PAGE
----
Burkina Faso’s military junta criminalises homosexual acts

by Pelican Press
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Burkina Faso’s military junta criminalises homosexual acts

Burkina Faso’s military junta has announced a ban on homosexual acts, making it the latest African state to crack down on same-sex relations despite strong opposition from Western powers.

Homosexuality was frowned upon in the socially conservative West African state, but it was never outlawed.

Justice Minister Edasso Rodrigue Bayala said the junta’s cabinet had now approved legislation to make it a punishable offence, but he did not give further details.

The military seized power in Burkina Faso in 2022, and has pivoted towards Russia after drastically reducing ties with former colonial power, France.

Homosexual acts were decriminalised in Russia in 1993, but President Vladimir Putin’s government has been cracking down on the LGBTQ community, including banning what it calls “propaganda of non-traditional sexual relations”.

Burkina Faso’s decision to outlaw homosexual relations is part of an overhaul of its marriage laws.

The new legislation, which still needs to be passed by the military-controlled parliament and signed off by junta leader Ibrahim Traoré, only recognises religious and customary marriages.

“Henceforth homosexuality and associated practices will be punished by the law,” the justice minister was quoted by AFP news agency as saying.

Capt Traoré took power in September 2022 after overthrowing another military ruler, Lt Col Paul-Henri Damiba, accusing him of failing to quell an Islamist insurgency that has gripped Burkina Faso since 2015.

Burkina Faso was among 22 out of 54 African states where same-sex relations were not criminalised.

Unlike in many former British colonies, it did not inherit anti-homosexuality laws after independence from France in 1960.

Muslims make up around 64% of Burkina Faso’s population and Christians 26%. The remaining 10% of people follow traditional religions or have no faith.

Many African states have been taking a tougher stand against the LGBTQ community in recent years.

Uganda is among those that have adopted legislation recently to further crack down on the community, despite strong condemnation from local rights groups and Western powers.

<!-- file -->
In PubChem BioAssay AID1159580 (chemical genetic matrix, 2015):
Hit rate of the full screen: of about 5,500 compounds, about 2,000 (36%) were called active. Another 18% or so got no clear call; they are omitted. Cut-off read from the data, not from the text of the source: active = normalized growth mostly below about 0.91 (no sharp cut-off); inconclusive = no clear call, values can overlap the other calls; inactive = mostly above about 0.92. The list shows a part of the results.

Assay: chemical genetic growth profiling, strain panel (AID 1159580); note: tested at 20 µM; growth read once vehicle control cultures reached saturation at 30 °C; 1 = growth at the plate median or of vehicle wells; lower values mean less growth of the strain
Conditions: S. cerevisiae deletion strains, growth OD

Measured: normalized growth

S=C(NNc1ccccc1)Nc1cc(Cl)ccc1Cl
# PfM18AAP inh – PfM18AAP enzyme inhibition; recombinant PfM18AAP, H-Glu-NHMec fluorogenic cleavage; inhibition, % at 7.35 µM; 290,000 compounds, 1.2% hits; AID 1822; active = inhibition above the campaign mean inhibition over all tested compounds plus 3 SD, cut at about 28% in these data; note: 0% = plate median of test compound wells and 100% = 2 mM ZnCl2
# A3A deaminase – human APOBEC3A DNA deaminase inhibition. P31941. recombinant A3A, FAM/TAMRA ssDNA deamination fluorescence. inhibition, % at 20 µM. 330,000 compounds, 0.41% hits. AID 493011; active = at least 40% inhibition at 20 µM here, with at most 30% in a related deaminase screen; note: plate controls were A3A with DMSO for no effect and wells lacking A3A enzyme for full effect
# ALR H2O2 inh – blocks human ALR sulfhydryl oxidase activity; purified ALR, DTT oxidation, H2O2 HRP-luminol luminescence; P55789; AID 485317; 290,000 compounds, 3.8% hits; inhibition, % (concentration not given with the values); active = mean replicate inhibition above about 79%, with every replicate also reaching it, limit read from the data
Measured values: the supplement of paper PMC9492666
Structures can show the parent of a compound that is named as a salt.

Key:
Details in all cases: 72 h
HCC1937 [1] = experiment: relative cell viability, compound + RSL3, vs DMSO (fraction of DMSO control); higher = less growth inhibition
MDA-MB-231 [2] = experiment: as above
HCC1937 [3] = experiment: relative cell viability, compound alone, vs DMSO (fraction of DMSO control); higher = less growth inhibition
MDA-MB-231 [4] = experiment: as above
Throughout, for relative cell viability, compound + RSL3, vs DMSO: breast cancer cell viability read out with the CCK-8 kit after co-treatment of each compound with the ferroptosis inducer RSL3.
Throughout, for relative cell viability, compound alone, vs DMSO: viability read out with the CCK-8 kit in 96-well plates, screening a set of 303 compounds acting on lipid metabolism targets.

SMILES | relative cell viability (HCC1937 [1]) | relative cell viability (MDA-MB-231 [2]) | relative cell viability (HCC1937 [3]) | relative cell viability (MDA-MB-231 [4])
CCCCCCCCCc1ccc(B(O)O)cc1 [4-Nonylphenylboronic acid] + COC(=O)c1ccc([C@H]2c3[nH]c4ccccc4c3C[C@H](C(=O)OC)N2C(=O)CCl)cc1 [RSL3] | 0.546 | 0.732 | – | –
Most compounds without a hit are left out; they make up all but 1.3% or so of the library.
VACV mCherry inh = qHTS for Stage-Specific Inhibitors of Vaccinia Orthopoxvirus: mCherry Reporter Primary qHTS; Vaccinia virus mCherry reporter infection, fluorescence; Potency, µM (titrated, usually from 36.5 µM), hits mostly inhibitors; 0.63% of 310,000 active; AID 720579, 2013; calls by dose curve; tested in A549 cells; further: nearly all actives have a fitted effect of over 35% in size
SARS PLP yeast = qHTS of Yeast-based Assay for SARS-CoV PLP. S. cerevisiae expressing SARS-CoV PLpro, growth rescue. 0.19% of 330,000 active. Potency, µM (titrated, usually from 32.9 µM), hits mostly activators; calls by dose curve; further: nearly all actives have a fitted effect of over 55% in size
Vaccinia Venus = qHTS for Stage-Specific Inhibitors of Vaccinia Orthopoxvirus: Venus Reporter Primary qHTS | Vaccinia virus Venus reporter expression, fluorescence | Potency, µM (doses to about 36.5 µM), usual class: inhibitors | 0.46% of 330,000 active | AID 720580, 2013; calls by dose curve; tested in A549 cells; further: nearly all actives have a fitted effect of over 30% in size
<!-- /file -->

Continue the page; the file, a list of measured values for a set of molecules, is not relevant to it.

In May, its Constitutional Court upheld a tough new anti-gay law that allows for the death penalty to be imposed for “aggravated homosexuality”, which includes having gay sex with someone below the age of 18 or where someone is infected with a life-long illness such as HIV.

Activists said they would appeal against the ruling.

The World Bank has halted new loans to President Yoweri Museveni’s government while the US has stopped giving Ugandan goods preferential access to its markets, following the adoption of the legislation last year.

Mr Museveni defended the legislation as preserving traditional family values, and said Uganda would not allow the West to dictate to it.

The daughter of Cameroon’s president drew mixed reaction after she came out as a lesbian last week.

Brenda Biya, who lives abroad, said she hoped that her coming out would help change the law banning same-sex relations in the country.

Cameroon has been ruled with an iron-hand by her 91-year-old father, Paul Biya, since 1982.

In Ghana, parliament passed a tough new bill in February that imposes a prison sentence of up to three years for anyone convicted of identifying as LGBTQ+.

However, President Nana Akufo-Addo has not signed it into law, saying he will wait for the courts to rule on its constitutionality.

The finance ministry has warned him that if the bill became law, Ghana could lose $3.8bn (£3bn) in World Bank funding over the next five to six years.

Ghana is suffering a major economic crisis and received a bailout from the International Monetary Fund (IMF) last year.



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